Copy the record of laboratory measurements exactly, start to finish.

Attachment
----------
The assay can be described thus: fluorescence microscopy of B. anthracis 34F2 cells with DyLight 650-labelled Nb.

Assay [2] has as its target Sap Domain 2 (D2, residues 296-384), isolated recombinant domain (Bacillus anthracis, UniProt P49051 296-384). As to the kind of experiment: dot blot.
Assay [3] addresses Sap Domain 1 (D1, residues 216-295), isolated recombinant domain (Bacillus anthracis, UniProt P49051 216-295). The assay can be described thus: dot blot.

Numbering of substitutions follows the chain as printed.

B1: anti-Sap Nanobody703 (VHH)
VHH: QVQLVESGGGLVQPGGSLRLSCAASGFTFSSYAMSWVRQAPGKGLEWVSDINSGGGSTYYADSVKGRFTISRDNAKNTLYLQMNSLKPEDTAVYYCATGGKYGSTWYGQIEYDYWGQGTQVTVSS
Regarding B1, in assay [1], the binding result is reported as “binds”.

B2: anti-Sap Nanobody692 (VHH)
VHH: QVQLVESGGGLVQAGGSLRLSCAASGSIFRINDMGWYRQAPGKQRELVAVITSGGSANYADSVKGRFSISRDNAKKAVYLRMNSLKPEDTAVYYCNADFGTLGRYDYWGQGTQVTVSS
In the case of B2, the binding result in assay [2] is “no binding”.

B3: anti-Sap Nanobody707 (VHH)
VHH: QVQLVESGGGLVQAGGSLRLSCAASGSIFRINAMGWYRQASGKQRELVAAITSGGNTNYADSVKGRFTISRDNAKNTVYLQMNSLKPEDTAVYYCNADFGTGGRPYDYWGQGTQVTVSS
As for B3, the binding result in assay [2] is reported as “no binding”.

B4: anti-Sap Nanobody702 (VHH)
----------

The assay can be described thus: fluorescence microscopy of B. anthracis 34F2 cells with DyLight 650-labelled Nb.

Assay [2] has as its target Sap Domain 2 (D2, residues 296-384), isolated recombinant domain (Bacillus anthracis, UniProt P49051 296-384). As to the kind of experiment: dot blot.
Assay [3] addresses Sap Domain 1 (D1, residues 216-295), isolated recombinant domain (Bacillus anthracis, UniProt P49051 216-295). The assay can be described thus: dot blot.

Numbering of substitutions follows the chain as printed.

B1: anti-Sap Nanobody703 (VHH)
VHH: QVQLVESGGGLVQPGGSLRLSCAASGFTFSSYAMSWVRQAPGKGLEWVSDINSGGGSTYYADSVKGRFTISRDNAKNTLYLQMNSLKPEDTAVYYCATGGKYGSTWYGQIEYDYWGQGTQVTVSS
Regarding B1, in assay [1], the binding result is reported as “binds”.

B2: anti-Sap Nanobody692 (VHH)
VHH: QVQLVESGGGLVQAGGSLRLSCAASGSIFRINDMGWYRQAPGKQRELVAVITSGGSANYADSVKGRFSISRDNAKKAVYLRMNSLKPEDTAVYYCNADFGTLGRYDYWGQGTQVTVSS
In the case of B2, the binding result in assay [2] is “no binding”.

B3: anti-Sap Nanobody707 (VHH)
VHH: QVQLVESGGGLVQAGGSLRLSCAASGSIFRINAMGWYRQASGKQRELVAAITSGGNTNYADSVKGRFTISRDNAKNTVYLQMNSLKPEDTAVYYCNADFGTGGRPYDYWGQGTQVTVSS
As for B3, the binding result in assay [2] is reported as “no binding”.

B4: anti-Sap Nanobody702 (VHH)